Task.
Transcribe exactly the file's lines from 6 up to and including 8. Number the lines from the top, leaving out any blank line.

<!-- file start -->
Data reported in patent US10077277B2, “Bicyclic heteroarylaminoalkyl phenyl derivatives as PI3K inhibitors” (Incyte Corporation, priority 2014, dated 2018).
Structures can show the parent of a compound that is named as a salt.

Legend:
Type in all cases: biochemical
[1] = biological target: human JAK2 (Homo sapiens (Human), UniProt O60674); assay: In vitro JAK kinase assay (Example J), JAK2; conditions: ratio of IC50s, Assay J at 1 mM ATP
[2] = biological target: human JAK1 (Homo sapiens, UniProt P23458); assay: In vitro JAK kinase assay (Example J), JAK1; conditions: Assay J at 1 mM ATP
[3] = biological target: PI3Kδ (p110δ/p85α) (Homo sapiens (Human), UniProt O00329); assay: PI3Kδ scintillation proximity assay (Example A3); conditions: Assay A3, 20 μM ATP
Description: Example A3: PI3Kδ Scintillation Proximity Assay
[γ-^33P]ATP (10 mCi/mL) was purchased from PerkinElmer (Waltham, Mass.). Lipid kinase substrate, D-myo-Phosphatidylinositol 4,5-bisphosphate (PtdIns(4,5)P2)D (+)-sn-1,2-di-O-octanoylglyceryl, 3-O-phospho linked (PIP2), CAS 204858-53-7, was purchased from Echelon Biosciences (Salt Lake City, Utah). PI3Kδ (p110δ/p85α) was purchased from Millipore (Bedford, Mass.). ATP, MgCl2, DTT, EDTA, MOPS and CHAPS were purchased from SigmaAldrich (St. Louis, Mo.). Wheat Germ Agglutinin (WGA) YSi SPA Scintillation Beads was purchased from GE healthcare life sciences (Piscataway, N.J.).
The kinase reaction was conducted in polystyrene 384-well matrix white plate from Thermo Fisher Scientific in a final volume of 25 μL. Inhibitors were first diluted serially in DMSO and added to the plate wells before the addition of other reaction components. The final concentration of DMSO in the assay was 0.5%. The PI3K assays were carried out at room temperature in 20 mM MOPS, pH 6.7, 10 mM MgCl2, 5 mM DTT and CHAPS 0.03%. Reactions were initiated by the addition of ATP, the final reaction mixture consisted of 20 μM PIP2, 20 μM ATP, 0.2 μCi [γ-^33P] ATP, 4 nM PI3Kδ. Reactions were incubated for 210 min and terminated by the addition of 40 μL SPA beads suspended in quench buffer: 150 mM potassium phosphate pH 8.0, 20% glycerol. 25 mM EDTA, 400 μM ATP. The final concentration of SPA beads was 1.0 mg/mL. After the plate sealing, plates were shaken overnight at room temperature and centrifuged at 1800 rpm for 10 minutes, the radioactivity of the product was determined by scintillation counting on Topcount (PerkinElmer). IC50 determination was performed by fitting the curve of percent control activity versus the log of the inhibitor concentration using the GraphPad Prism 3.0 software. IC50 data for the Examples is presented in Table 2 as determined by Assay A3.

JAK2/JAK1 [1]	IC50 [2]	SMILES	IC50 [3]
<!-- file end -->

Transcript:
[2] = biological target: human JAK1 (Homo sapiens, UniProt P23458); assay: In vitro JAK kinase assay (Example J), JAK1; conditions: Assay J at 1 mM ATP
[3] = biological target: PI3Kδ (p110δ/p85α) (Homo sapiens (Human), UniProt O00329); assay: PI3Kδ scintillation proximity assay (Example A3); conditions: Assay A3, 20 μM ATP
Description: Example A3: PI3Kδ Scintillation Proximity Assay